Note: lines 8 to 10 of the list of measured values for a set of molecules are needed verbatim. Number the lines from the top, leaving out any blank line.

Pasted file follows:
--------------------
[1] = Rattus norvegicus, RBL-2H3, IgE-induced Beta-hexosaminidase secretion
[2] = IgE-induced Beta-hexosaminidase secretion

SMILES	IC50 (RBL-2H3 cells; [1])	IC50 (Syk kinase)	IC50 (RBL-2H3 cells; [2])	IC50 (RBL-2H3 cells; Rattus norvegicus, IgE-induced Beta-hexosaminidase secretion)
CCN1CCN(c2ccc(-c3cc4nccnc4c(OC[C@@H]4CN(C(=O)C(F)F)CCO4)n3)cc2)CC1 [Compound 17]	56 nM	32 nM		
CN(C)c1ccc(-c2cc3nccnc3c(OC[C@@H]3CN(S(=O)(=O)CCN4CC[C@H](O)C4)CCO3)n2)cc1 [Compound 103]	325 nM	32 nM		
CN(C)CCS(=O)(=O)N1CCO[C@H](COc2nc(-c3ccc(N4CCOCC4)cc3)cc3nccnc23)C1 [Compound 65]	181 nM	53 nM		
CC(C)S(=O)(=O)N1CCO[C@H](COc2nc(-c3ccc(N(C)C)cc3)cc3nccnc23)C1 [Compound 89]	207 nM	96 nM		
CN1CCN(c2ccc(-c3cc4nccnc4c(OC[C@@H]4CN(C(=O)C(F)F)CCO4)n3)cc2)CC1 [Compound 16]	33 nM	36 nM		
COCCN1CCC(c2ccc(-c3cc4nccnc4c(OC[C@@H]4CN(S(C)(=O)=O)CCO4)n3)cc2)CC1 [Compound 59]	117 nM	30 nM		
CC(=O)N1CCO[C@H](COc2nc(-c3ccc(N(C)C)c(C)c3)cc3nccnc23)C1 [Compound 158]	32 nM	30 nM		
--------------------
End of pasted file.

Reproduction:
CN1CCN(c2ccc(-c3cc4nccnc4c(OC[C@@H]4CN(C(=O)C(F)F)CCO4)n3)cc2)CC1 [Compound 16]	33 nM	36 nM		
COCCN1CCC(c2ccc(-c3cc4nccnc4c(OC[C@@H]4CN(S(C)(=O)=O)CCO4)n3)cc2)CC1 [Compound 59]	117 nM	30 nM		
CC(=O)N1CCO[C@H](COc2nc(-c3ccc(N(C)C)c(C)c3)cc3nccnc23)C1 [Compound 158]	32 nM	30 nM		